In my last post, I promised to share some resources that can help you evaluate the generosity of colleges and universities. If you missed it, here is that post:
Today I’m going to focus on the College Board’s website, which is a quick and easy resource for anyone interested in getting financial aid statistics on any college or university.
To get started, type the name of any school into the College Search box on the College Board’s home page. You will have access to a variety of statistics on the institution. Click on Cost & Financial Aid to find financial aid stats.
To illustrate what the College Board can provide, I closed my eyes and opened a page in US News & World Report Ultimate College Guide and selected DePauw University, a highly respected liberal arts college in Greencastle, IN,
Here’s what I found out about DePauw when I clicked on the school’s Cost & Financial Aid.
Annual College Costs
- Tuition and fees: $34,865
- Room and board: $9,180
- Books and supplies: $750
- Estimated personal expenses: $1,000
- Transportation expense: $300
Financial Aid Statistics
- Full-time freshmen enrollment: 717
- Number who applied for need-based aid: 518
- Number who were offered aid: 408
- Number who had full need met: 133
- Average percent of need met: 90%
- Average financial aid package: $29,279
- Average need-based loan: $2,905
- Average need-based scholarship or grant award: $25,918
- Average non-need based aid: $17,134
- Average indebtedness at graduation : Not reported
Financial aid distribution
Percent of total undergraduate aid awarded as:
- Scholarships/grants: Not reported
- Loans/jobs: Not reported
Non-need based aid determined by:
- Minority status
- Alumni affiliation
What the Statistics Mean
Looking at DePauw University’s stats, I can conclude that this is a generous school. On average it meets 90% of a student’s financial aid need. There are probably only four dozen or so schools in the entire country that can meet 100% of their students’ financial need. In DePauw’s case, the school met the full financial need of 133 of the 408 freshmen who received financial aid.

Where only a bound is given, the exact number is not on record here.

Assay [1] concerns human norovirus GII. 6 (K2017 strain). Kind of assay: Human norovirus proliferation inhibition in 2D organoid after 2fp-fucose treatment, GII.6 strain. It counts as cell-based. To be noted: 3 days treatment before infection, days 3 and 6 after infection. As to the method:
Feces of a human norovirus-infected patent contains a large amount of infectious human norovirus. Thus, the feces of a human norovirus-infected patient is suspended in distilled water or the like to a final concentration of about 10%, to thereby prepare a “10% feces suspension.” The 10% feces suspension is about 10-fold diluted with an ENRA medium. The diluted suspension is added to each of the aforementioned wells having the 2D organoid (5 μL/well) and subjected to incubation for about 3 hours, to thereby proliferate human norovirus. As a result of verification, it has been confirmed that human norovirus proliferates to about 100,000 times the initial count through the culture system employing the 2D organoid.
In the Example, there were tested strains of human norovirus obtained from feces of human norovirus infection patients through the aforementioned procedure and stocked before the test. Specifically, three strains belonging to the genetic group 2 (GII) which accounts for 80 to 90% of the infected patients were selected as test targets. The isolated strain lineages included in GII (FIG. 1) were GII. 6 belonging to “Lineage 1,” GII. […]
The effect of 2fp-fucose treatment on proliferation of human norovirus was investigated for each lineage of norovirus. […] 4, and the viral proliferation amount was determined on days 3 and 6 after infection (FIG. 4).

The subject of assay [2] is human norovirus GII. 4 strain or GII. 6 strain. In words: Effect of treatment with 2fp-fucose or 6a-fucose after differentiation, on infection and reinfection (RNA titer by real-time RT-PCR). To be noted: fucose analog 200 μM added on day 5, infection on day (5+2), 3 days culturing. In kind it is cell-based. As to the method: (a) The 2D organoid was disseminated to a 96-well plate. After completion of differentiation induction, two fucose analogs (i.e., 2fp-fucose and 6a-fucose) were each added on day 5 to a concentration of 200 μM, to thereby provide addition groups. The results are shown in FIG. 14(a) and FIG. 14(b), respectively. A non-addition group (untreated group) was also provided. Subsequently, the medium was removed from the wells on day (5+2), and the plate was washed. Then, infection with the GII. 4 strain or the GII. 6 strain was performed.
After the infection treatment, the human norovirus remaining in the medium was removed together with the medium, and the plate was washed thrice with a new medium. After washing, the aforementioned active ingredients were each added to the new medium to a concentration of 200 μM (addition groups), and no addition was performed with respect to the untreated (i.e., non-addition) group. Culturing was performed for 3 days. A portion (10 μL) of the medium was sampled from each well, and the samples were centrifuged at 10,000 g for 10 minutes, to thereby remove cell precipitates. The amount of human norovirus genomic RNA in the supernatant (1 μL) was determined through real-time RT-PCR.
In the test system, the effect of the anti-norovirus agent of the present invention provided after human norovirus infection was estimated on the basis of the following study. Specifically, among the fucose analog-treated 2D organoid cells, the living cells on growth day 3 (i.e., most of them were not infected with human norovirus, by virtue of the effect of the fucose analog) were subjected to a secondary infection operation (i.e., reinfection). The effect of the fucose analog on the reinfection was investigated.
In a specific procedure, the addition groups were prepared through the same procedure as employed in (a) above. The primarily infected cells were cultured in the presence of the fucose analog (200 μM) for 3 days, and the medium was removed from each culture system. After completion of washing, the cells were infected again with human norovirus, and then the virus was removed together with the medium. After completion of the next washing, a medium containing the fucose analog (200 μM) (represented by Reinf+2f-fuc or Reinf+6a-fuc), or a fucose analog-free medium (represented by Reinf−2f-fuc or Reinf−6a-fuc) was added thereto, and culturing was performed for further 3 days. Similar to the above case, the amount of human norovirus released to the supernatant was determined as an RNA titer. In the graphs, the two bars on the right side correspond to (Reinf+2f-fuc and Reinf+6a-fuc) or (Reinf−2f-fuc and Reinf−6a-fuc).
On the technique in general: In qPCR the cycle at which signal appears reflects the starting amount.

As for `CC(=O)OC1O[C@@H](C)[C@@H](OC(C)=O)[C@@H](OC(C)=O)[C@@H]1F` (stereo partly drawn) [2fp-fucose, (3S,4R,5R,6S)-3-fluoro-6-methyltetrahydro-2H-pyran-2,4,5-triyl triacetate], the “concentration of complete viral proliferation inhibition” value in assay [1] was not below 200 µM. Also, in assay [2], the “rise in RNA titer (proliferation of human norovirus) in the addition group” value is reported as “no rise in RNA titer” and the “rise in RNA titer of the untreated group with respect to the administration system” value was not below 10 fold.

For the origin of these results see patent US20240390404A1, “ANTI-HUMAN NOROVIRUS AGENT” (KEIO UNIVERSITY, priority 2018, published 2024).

It’s important to look at how much of the average financial aid package — $29,279 — is in grants rather than loans. Obviously you want packages that contain grants, which don’t have to be paid back. The average need-based grant of $25,918 represents a high percentage of the typical aid package, which is good.
Wealthy families, who aren’t going to qualify for need-based aid, must look at the “average non-need based aid” line, which is higher-ed jargon for merit aid. The average merit aid is $17,134, which is high.
The school didn’t share the average indebtedness at graduation, which is irritating. It also didn’t report the breakdown of loans/jobs and scholarships/grants, which is also aggravating.
Finally, the school shares what sort of things it values when awarding merit scholarships.
The best way to get comfortable with working with these sorts of statistics is to try to do research with colleges that you are interested in. So get started.
Lynn O’Shaughnessy is the author of a workBook, Shrinking the Cost of College: 152 Ways to Cut the Cost of a Bachelor’s Degree. She also writes a college blog for CBSMoneyWatch. Follow her on Twitter.